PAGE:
Seventy percent of Japanese companies see no foreseeable escape from deflation, according to a Reuters survey that was conducted May 9-23. That's up from 48% in January.
One big worry of 79% of the surveyed companies is deflation's impact on consumer prices through 2017.
The survey polled 510 firms, and respondents answered 240 questions on deflation.
Here's more from a May 26 Reuters article:
Japan Inc has become increasingly pessimistic about the country's ability to beat deflation … .
Most Japanese companies [in a Reuters survey] … said they did not think Prime Minister Shinzo Abe's latest growth strategy that centers on lifting the mininum wage and investment in technology would help bring significant improvement to a faltering economy.
Abe swept into office three years ago with bold plans to end decades of deflation and bring about sustainable growth. But while unprecedented monetary policy in tandem with fiscal stimulus met with some initial success, any gains in ridding the country of a deflationary mindset look like they could be slipping away. …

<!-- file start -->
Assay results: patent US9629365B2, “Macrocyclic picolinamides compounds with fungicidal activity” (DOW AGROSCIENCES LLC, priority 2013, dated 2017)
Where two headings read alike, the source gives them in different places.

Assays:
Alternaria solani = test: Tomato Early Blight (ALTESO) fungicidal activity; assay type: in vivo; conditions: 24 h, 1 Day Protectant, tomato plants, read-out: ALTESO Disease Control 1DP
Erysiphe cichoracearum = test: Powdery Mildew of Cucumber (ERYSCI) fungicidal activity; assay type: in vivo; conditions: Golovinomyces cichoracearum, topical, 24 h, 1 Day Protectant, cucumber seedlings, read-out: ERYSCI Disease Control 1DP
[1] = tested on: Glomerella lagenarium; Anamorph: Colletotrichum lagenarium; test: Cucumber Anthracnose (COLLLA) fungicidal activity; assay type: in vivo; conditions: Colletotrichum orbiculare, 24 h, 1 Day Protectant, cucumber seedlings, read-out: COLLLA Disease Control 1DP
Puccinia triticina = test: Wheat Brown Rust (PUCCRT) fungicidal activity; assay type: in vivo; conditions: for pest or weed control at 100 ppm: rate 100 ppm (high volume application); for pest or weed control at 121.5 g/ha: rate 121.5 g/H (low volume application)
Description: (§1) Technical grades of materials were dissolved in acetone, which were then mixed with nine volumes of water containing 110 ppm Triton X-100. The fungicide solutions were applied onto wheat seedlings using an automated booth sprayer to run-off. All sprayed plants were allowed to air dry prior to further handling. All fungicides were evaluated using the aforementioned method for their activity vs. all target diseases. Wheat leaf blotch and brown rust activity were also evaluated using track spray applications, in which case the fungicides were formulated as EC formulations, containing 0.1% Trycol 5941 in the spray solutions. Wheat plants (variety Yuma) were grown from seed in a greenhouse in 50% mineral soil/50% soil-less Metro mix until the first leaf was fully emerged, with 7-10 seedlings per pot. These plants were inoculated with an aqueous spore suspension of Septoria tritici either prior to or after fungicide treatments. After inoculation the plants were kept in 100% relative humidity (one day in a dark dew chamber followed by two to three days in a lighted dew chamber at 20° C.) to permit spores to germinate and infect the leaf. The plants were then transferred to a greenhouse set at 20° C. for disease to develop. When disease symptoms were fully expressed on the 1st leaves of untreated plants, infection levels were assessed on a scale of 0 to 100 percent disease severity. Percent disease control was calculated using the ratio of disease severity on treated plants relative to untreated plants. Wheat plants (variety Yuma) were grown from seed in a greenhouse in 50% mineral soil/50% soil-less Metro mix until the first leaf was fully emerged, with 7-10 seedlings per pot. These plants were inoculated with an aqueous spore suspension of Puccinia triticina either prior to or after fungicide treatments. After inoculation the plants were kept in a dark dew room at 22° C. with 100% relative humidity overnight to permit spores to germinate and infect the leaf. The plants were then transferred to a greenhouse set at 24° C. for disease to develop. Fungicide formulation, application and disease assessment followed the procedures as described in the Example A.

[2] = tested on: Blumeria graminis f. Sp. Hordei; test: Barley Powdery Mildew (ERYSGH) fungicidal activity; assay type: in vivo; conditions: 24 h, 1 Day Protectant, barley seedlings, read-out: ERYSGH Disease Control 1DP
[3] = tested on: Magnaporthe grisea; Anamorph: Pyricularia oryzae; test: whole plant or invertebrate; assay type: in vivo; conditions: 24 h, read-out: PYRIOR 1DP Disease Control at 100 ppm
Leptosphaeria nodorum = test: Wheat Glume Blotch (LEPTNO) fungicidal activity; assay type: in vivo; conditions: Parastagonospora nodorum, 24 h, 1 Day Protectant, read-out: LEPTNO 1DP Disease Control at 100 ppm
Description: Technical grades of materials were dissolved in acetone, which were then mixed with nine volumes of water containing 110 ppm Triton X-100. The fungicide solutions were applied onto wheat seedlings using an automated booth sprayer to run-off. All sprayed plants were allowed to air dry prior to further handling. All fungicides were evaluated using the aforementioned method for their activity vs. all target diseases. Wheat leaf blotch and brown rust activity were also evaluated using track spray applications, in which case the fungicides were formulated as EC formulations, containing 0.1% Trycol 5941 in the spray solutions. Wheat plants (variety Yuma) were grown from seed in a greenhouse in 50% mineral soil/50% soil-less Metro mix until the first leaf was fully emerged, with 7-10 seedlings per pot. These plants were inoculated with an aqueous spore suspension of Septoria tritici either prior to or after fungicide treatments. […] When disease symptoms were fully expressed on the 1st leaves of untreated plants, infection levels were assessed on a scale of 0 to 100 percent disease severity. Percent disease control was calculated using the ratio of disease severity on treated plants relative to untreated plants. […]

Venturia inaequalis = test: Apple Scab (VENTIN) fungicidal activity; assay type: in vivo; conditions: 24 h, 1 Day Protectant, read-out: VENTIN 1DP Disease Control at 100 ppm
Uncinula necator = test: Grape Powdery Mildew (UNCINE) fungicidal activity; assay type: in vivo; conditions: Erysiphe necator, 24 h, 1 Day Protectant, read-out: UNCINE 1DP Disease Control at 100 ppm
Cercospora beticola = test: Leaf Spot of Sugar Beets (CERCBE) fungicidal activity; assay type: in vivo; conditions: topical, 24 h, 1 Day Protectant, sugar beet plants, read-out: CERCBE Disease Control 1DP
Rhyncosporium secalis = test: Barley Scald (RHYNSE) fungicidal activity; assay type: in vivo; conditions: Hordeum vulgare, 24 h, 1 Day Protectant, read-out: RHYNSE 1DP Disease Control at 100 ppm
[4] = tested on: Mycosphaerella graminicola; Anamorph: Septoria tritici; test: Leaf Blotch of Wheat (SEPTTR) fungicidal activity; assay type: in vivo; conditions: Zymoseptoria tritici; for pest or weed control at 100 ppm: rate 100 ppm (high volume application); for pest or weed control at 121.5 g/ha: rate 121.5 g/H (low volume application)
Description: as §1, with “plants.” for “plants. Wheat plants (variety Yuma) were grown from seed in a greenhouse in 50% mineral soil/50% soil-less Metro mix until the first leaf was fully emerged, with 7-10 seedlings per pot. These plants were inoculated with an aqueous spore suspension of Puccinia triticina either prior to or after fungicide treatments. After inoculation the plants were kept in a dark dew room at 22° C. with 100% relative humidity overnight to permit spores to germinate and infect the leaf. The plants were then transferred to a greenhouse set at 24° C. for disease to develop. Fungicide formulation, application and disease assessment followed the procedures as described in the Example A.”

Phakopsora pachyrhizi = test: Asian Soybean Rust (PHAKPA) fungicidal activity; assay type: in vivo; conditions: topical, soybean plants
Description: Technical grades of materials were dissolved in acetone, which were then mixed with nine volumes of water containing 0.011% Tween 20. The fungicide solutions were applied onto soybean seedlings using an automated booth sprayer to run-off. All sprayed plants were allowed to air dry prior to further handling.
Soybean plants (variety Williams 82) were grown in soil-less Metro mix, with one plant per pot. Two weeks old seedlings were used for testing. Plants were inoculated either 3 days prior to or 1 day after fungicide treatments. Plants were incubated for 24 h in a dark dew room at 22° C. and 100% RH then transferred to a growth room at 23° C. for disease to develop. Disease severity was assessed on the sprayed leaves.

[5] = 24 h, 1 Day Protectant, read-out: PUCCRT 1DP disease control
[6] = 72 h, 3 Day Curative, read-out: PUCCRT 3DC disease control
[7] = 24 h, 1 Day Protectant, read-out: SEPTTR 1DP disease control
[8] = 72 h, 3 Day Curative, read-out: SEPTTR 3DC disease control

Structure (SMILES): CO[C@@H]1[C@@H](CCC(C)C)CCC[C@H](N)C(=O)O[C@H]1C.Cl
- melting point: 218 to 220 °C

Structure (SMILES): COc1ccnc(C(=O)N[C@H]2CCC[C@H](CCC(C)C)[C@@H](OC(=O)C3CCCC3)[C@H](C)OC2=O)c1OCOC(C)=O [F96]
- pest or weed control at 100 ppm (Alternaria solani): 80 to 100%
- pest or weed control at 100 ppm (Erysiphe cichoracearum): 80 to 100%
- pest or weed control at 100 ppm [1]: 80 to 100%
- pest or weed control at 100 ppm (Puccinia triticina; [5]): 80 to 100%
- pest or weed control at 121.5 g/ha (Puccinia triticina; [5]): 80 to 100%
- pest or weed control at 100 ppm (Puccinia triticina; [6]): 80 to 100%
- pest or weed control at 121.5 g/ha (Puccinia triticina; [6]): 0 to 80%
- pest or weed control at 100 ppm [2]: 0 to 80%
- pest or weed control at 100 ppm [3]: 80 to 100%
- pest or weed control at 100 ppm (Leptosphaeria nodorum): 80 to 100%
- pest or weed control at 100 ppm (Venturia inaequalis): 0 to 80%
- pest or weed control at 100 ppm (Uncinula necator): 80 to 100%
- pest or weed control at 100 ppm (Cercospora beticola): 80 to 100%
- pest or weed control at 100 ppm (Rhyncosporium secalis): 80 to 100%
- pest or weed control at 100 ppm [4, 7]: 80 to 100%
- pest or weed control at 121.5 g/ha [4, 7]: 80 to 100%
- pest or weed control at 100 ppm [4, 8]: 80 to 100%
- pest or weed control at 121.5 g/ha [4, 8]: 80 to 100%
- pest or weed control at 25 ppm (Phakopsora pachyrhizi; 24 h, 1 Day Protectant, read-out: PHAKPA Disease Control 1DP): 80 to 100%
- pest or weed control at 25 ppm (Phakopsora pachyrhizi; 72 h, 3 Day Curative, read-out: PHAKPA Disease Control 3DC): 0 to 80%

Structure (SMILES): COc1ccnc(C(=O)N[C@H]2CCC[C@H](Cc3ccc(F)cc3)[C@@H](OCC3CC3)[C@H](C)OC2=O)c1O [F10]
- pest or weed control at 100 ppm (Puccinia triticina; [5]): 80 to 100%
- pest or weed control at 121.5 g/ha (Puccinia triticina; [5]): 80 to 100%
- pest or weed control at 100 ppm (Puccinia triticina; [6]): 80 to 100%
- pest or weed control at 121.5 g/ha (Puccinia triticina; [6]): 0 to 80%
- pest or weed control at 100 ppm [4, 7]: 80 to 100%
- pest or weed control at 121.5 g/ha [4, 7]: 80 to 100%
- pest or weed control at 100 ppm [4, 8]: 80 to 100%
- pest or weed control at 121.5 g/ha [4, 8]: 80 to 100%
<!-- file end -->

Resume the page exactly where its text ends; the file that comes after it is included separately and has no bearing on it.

'Demand is not on an upward trend, and household spending is not rising because base pay is not rising,' wrote a manager at a chemicals company.
'It has become difficult for companies to lift prices.'
Japan has only managed very mild inflation since Abe took office and the pace of price gains has been slowing since 2014. Core consumer prices in March fell 0.3 percent from a year earlier, the fastest decline in three years due to lower oil prices. …
In written comments, corporate managers criticized the [government's] policies as too piecemeal to have much of an impact on a shrinking labor force and weak consumer sentiment.
You can read the entire article by following the link below: http://www.thefiscaltimes.com/latestnews/2016/05/26/Corporate-Japan-much-more-downbeat-about-escape-deflation-Reuters-poll